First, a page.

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The Student News Site of The Morgan School

The Morgan PawPrint

The Student News Site of The Morgan School

The Morgan PawPrint


The Upcoming Total Solar Eclipse

Everything to Know About The April 8th Eclipse
From left to right, total solar eclipse, annular solar eclipse, and partial solar eclipse. Screenshot from NASA
From left to right, total solar eclipse, annular solar eclipse, and partial solar eclipse. Screenshot from NASA

What is a Total Solar Eclipse?

A solar eclipse occurs when the moon passes between the sun and the earth, completely blocking the face of the sun. The sky will darken as if it were nighttime. Locations where the moon’s shadow completely covers the sun, known as the path of totality, will experience a total solar eclipse. People along the path of totality will see the Sun’s corona, or outer ring, which is usually obscured by the bright face of the Sun.

When and Where will people see the eclipse?

To see all stages of a total solar eclipse, people must view it from somewhere along the path of totality, which are the locations on Earth where the Moon’s shadow completely covers the Sun. The path of totality for the upcoming total solar eclipse is shown in dark gray in the below. Observers viewing the eclipse from outside the path of totality may observe a partial eclipse, where the Moon covers most 

Path of the 2024 total solar eclipse. Screenshot from NASA

of the Sun, but not all. Eclipse glasses are required for the entire duration of the eclipse when viewing from outside the path of totality. 99% of people who reside in the United States will be able to see the partial or total eclipse from where they live. Every U.S. state, plus parts of Alaska and Hawaii, will experience at least a partial solar eclipse. In Clinton, the partial eclipse will be visible starting at 2:13 PM and ending at 4:37 PM. The maximum view can be seen at 3:27 PM.

Why are eclipse glasses needed?

Viewing any part of the bright Sun through a camera lens, binoculars, or a telescope without a special solar filter will instantly cause severe eye injury. When watching the partial phases of the eclipse, which occur before and after totality, observers must look through safe solar viewing glasses or a safe hand held solar viewer. Safe solar viewing glasses can be purchased from places like Amazon, Target, Walmart, or Home Depot. Additionally, some town libraries will be giving away free pairs.

How is this different from the 2017 eclipse?

The path of totality, where viewers can see the Moon totally block the Sun, is much wider during the upcoming total solar eclipse than it was during the eclipse in 2017. During the 2017 total solar eclipse, the sun was a little but further away from earth than it will be during the upcoming eclipse, casing the path of that eclipse to be skinnier. In 2017, the path was about 62 to 71 miles wide. In 2024, the path of totality will range from 108 to 122 miles wide, meaning the eclipse covers more ground. The 2024 eclipse will also pass over more cities and densely populated areas than the 2017 path did. This will make it easier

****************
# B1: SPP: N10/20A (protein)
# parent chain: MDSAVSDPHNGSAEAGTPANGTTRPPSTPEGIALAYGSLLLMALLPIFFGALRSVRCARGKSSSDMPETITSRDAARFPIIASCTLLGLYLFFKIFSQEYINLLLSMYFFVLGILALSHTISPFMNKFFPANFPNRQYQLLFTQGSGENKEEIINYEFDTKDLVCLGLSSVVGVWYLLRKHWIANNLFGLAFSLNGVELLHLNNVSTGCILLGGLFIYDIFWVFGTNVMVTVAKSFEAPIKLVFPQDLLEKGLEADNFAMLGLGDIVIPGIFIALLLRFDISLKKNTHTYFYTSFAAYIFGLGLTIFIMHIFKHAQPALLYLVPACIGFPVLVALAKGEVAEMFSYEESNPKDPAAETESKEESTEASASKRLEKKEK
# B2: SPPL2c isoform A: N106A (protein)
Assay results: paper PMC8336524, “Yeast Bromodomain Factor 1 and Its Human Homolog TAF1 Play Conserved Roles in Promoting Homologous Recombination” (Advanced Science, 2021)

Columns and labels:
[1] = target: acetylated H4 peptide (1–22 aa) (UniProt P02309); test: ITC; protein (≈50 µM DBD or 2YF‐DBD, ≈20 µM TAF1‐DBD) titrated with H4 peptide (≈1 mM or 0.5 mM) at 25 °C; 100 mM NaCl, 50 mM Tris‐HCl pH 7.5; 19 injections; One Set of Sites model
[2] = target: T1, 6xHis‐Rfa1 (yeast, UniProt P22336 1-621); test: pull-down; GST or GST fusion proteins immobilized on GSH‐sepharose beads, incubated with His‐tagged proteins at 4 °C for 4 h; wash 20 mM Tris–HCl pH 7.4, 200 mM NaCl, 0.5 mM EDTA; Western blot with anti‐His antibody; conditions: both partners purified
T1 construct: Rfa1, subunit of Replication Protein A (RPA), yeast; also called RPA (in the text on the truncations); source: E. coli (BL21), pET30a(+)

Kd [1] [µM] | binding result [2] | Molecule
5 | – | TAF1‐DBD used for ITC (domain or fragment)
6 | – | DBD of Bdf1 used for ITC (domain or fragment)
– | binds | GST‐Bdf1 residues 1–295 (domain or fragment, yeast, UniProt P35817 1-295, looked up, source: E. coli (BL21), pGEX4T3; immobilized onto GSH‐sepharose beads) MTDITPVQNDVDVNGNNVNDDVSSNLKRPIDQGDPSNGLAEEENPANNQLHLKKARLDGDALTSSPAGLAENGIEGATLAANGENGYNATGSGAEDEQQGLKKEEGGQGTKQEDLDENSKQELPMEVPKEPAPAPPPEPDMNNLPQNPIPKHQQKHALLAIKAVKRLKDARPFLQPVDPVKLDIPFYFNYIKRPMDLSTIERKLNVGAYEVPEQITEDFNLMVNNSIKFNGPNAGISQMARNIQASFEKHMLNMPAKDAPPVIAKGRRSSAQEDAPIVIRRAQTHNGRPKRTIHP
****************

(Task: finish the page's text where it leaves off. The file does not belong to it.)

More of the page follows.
Path of the 2024 solar eclipse compared to the path of the 2017 solar eclipse. Screenshot from NASA

for more people to see totality, when the moon fully blocks the sun and the outer corona of the sun is visible. An estimated 31.6 million live in the path of totality this year, compared to 12 million people living in the path of totality in 2017. An additional 150 million people live within 200 miles of the path of totality. In April, totality will last longer than it did in 2017. In 2017, the longest period of totality lasted 2 minutes and 42 seconds. For the upcoming eclipse, totality will last up to 4 minutes and 28 seconds. Durations longer than 4 minutes stretch as far north as Indiana. Even as the eclipse exits the U.S. and enters Canada, the eclipse will last up to 3 minutes, 21 seconds.

What are Morgan’s Thoughts?

Mrs. Walston said that in Clinton, we will see a small crescent of the sun. This is because Clinton is close to, but not in, the path of totality. Clinton will see 92% totality, which is a partial eclipse. Although we are not in the path of totality, viewers must still use solar eclipse glasses when looking at the eclipse. Freshman in Mrs. Walston’s Integrated Science class were each given a pair of eclipse glasses. This eclipse is a once in a lifetime experience, as the next total solar eclipse seen from Clinton will be in 2079. 

Information gathered from NASA

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About the Contributor
Addy Reed
Addy Reed, Writer/Sports Manager
Hi! My name is Addy Reed. I am a sophomore, and this is my first year working on The Morgan PawPrint. I am involved in girls soccer, basketball, and outdoor track here at Morgan. I am also involved in Student Government and Interact. I am excited to keep the community updated on important events at Morgan, and to produce content that people will enjoy. I hope to cover stories regarding sports, take pictures of events, and make enjoyable videos. 

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